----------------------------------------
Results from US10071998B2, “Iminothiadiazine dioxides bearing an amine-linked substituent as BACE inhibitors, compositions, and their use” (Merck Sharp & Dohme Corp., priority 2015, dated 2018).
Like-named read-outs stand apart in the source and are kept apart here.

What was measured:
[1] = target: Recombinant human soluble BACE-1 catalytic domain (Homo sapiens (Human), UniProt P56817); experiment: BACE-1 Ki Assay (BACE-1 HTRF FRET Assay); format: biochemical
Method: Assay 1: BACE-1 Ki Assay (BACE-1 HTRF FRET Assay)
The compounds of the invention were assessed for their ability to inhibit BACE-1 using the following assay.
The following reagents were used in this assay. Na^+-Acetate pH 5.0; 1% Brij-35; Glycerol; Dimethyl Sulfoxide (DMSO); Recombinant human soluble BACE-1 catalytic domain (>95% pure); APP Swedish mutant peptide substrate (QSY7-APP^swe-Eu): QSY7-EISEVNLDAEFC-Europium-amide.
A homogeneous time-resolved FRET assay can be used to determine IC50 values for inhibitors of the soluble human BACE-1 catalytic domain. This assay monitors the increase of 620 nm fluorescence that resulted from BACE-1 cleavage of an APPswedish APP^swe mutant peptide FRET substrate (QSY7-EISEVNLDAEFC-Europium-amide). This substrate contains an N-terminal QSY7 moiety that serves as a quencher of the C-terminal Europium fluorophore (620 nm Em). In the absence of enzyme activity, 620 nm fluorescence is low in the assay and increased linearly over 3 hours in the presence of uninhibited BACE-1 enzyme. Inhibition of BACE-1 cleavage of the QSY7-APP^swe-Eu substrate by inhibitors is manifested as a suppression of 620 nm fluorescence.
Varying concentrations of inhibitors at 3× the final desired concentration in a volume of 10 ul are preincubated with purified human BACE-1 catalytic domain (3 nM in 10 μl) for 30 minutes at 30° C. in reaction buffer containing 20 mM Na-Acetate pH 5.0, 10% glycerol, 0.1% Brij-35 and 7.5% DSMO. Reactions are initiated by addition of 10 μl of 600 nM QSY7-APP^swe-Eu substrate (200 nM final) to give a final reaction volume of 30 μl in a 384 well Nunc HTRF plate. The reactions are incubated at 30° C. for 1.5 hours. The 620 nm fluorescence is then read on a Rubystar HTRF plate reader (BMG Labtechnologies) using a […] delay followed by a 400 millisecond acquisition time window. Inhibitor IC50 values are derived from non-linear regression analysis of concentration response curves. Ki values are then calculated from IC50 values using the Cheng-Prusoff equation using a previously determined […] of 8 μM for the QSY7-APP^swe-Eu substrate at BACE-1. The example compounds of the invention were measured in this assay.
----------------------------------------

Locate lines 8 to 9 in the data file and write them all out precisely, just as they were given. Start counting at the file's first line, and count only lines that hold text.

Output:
A homogeneous time-resolved FRET assay can be used to determine IC50 values for inhibitors of the soluble human BACE-1 catalytic domain. This assay monitors the increase of 620 nm fluorescence that resulted from BACE-1 cleavage of an APPswedish APP^swe mutant peptide FRET substrate (QSY7-EISEVNLDAEFC-Europium-amide). This substrate contains an N-terminal QSY7 moiety that serves as a quencher of the C-terminal Europium fluorophore (620 nm Em). In the absence of enzyme activity, 620 nm fluorescence is low in the assay and increased linearly over 3 hours in the presence of uninhibited BACE-1 enzyme. Inhibition of BACE-1 cleavage of the QSY7-APP^swe-Eu substrate by inhibitors is manifested as a suppression of 620 nm fluorescence.
Varying concentrations of inhibitors at 3× the final desired concentration in a volume of 10 ul are preincubated with purified human BACE-1 catalytic domain (3 nM in 10 μl) for 30 minutes at 30° C. in reaction buffer containing 20 mM Na-Acetate pH 5.0, 10% glycerol, 0.1% Brij-35 and 7.5% DSMO. Reactions are initiated by addition of 10 μl of 600 nM QSY7-APP^swe-Eu substrate (200 nM final) to give a final reaction volume of 30 μl in a 384 well Nunc HTRF plate. The reactions are incubated at 30° C. for 1.5 hours. The 620 nm fluorescence is then read on a Rubystar HTRF plate reader (BMG Labtechnologies) using a […] delay followed by a 400 millisecond acquisition time window. Inhibitor IC50 values are derived from non-linear regression analysis of concentration response curves. Ki values are then calculated from IC50 values using the Cheng-Prusoff equation using a previously determined […] of 8 μM for the QSY7-APP^swe-Eu substrate at BACE-1. The example compounds of the invention were measured in this assay.